The Office of Emergency Management and Communications (OEMC) reminds the public to take extra precautions and to stay informed about weather-related conditions. An excessive heat watch is in effect early Saturday morning and continuing through Monday evening, with temperatures expected to reach as high as 105 degrees with warm and humid nighttime conditions in the city.
Also, with the hot and humid conditions, the Chicago Department of Public Health (CDPH) stresses that residents and visitors take precautions to prevent mosquito bites and related diseases such as the West Nile Virus.
As temperatures rise, we remind seniors to stay indoors, if possible, and for the public to be aware of the signs and symptoms of heat stroke and heat exhaustion. Everyone should stay hydrated, stay in a cool place and stay in touch with friends and family members who may need additional help.
Chicago’s beaches and pools will be open this weekend to provide relief from the heat. Swimming is allowed when lifeguards are on duty and beach-goers should heed any warnings by officials. Visitors should check www.chicagoparkdistrict.com/beaches for updates on water conditions. Boaters are reminded to wear safety vests to keep everyone safe – even the best swimmers can experience a situation resulting in putting first responders at risk for a rescue as well.
Those attending the many outdoor events this weekend including the Puerto Rican Festival and People's Parade, Taste of Randolph, Northerly Island concert, Gold Coast Art Fair, Chicago Pride Fest, fireworks at Navy Pier and White Sox games, are cautioned to take precautions to enjoy events safely.
“Heat exhaustion” is a milder form of heat-related illness that can develop after several days of exposure to high temperatures and inadequate or unbalanced replacement of fluids. “Heat stroke” is more serious, and occurs when the body starts to lose its ability to regulate itself. The telltale signs of heat stroke are:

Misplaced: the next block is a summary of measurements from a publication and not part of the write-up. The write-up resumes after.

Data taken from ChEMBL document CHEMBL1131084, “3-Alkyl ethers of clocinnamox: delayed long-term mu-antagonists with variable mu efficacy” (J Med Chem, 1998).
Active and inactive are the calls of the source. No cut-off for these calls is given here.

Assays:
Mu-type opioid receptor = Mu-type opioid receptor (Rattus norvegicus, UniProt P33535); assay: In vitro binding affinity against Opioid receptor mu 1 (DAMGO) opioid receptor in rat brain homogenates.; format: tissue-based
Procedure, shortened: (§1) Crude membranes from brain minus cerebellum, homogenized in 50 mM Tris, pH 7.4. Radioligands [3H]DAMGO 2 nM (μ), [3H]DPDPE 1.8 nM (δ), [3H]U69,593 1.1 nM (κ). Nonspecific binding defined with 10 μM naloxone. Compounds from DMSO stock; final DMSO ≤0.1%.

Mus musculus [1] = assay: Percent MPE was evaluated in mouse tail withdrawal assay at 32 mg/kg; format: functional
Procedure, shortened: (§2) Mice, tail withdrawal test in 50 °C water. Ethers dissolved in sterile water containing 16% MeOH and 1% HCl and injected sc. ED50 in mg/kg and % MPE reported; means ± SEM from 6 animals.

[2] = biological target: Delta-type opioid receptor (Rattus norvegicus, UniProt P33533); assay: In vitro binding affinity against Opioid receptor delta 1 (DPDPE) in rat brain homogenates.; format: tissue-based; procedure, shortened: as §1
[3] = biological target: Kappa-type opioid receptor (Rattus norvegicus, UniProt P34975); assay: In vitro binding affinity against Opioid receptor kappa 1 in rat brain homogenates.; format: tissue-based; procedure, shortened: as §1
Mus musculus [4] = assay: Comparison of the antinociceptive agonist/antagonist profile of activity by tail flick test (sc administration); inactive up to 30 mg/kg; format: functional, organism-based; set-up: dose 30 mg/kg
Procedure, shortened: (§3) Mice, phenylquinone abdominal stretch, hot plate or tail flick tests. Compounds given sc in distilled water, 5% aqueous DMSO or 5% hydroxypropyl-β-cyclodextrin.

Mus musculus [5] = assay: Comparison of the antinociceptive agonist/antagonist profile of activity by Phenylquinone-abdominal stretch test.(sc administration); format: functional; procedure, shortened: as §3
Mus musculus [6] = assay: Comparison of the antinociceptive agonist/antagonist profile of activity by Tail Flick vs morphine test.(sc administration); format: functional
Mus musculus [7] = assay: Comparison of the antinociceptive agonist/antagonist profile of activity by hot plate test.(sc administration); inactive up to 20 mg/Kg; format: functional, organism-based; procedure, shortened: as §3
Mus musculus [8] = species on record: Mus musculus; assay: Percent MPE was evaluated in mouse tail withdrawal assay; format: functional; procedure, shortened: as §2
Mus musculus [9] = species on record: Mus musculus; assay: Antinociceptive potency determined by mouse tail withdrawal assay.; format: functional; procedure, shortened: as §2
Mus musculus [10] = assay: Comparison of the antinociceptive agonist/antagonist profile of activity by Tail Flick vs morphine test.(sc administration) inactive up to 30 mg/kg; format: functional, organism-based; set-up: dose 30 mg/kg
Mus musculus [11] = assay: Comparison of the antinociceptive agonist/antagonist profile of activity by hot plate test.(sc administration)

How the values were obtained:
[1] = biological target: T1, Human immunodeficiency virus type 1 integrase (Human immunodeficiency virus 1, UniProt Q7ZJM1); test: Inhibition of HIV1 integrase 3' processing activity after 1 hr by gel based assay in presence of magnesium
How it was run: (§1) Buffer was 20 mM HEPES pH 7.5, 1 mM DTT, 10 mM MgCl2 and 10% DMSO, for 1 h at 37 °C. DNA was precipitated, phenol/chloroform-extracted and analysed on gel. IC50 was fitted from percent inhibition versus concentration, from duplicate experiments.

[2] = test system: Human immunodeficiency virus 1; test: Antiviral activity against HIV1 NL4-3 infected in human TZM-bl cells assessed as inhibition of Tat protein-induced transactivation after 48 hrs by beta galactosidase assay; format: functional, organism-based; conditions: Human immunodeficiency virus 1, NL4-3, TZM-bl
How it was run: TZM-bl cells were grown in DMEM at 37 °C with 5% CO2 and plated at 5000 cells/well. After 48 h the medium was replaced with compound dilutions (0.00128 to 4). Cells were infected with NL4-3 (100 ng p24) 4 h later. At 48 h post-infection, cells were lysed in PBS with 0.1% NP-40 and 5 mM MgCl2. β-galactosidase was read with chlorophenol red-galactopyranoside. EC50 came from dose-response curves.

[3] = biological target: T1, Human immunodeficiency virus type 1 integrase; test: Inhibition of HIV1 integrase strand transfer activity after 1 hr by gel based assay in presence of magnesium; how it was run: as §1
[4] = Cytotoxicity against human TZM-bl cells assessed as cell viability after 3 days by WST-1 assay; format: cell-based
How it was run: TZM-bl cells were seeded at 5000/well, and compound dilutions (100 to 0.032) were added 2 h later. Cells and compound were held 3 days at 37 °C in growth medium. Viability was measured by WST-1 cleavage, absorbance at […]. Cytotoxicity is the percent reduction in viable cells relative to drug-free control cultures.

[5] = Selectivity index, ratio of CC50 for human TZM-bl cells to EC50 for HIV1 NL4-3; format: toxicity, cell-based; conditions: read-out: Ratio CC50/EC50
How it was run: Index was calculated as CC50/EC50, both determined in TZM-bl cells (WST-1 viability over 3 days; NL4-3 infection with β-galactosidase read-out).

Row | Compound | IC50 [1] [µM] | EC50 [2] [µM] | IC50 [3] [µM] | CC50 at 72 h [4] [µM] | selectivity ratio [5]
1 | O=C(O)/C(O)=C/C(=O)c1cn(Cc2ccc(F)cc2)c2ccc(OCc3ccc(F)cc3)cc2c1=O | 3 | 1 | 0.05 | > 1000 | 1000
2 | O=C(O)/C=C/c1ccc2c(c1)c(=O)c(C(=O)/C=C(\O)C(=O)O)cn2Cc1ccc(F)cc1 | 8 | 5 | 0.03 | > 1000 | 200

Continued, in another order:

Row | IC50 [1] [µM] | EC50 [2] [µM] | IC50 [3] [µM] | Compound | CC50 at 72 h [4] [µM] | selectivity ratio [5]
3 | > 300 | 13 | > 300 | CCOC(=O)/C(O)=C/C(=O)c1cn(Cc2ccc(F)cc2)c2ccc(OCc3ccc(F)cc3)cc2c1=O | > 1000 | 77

If you see someone suffering from heat stroke, take immediate action. Call 9-1-1 immediately and then try to move the person into a cool place and cool the person with water.
Residents can also take advantage of the City’s Cooling Centers to find relief from extreme heat.
Call 3-1-1 to:
Basic tips if your child or pet is locked in the car:
To avoid locked car emergencies:
Safety tips for Pet Owners:
Pets can suffer in extreme heat, too. Take extra precautions such as:
For more information see:
West Nile Virus Prevention Efforts:
The Chicago Department of Public Health (CDPH) consistently monitors for West Nile Virus (WNV) across the city and determines the need for spraying based on those confirmed reports, if any. CDPH reminds residents, especially those spending time outdoors, to protect themselves from mosquito-related illness by taking a few precautionary steps. WNV can cause an illness called West Nile Fever, characterized by fever, muscle aches, rash and headache.
CDPH officials are asking everyone to help thwart the insects by:
The second important step is to prevent mosquitos from biting:
Chicago’s OEMC will be monitoring conditions throughout the weekend and is coordinating situations with our public safety partners.
Additional emergency preparedness information and tips are available on the Office of Emergency Management and Communications’ website: www.cityofchicago.org/oemc. For timely updates and other information, follow OEMC on Twitter: @ChicagoOEMC and Facebook: @facebook/coemc.